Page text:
Post-sales support can pay for itself

Aug. 1, 1996
To remain competitive, manufacturers must provide customers with the right mix of systems engineering, software support, training, repair service, and spare parts.

Post-sales support can pay for itself

To remain competitive, manufacturers must provide customers with the right mix of systems engineering, software support, training, repair service, and spare parts.

Duncan MacVicar

You`ve attracted the customer, landed the order, shipped the product, and mailed the invoice. What`s next? Is it all over for the marketing department? Not by a long shot. The work of your post-sales support organization has just begun.

Post-sales support is a critical element in your total product offering, greatly enhancing the value of your hardware and offering many opportunities to differentiate your company from the competition. Done well, it is a major reason for customers to return to you the next time they need to buy. As a practical matter, post-sales support is essential because the products of the optoelectronics industry are complex and imperfect. Customers will need your hel¥to get the most out of your products.

I think of post-sales support as a five-legged platform supporting the customer (see figure). You may not need to supply all five legs to all customers, but you want to have all of them available.

Systems engineering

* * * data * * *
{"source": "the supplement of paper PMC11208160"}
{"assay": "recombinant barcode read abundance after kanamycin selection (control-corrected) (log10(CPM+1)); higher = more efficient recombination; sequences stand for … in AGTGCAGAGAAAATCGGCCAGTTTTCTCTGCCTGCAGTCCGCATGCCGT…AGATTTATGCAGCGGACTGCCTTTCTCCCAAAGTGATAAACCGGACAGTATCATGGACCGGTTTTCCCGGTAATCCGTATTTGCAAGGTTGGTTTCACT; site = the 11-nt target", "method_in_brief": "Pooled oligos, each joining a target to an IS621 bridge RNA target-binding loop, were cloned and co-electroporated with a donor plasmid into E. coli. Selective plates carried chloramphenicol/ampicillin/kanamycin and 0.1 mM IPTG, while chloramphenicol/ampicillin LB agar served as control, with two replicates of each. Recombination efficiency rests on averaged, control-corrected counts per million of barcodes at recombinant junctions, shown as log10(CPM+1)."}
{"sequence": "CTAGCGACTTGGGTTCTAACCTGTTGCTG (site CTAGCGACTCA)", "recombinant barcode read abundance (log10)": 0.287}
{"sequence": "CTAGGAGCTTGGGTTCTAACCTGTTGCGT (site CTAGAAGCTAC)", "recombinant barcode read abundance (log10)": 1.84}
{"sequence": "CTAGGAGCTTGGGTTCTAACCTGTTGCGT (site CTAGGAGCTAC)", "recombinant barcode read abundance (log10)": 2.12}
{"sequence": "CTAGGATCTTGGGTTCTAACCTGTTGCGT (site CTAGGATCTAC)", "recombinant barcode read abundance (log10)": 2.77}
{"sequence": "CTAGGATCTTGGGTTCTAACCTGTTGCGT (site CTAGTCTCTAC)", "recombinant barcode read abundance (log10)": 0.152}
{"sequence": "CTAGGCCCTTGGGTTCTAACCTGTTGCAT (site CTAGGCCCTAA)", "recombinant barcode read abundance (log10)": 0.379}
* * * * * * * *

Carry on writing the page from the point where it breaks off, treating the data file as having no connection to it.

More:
Customers increasingly look to hardware vendors for complete solutions to their needs. It isn`t enough to sell the hardware; you need to wra¥some applications know-how--and maybe software--around it.

Many manufacturers have created systems engineering organizations to accommodate the applications support their customers need. These organizations render assistance in software development or customization and advice on applications or incorporating products into systems. These services can be of significant value to the customer and therefore a source of income to manufacturers (see "Post-sales support as a profit center," p. 120). Some computer manufacturers have large consulting organizations to hel¥customers get the most out of their products. In the optoelectronics industry, an example is the assistance that EG&G Optoelectronics (Vaudreuil, Quebec) gives customers in designing detectors into a variety of systems.

Software support

Software is everywhere. Increasingly, optoelectronic manufacturers are building it into their products. When you do, you must create the means for customers to get the support they crave, just as you receive support for the software you own. The most straightforward means of software support are a good operating manual and a toll-free telephone number.

Once you`re in the software business, you should establish an upgrade program so that your customers have the opportunity to work with the latest releases. Your software support grou¥should work closely with software development to document bugs for fixing. Finally, be sure to communicate frequently with customers so they always know which upgrades are available.


Training your customers in the use of your product is necessary when the product is complex to operate or difficult to use. This is a concept we can all easily understand. But the full benefits of training go much deeper.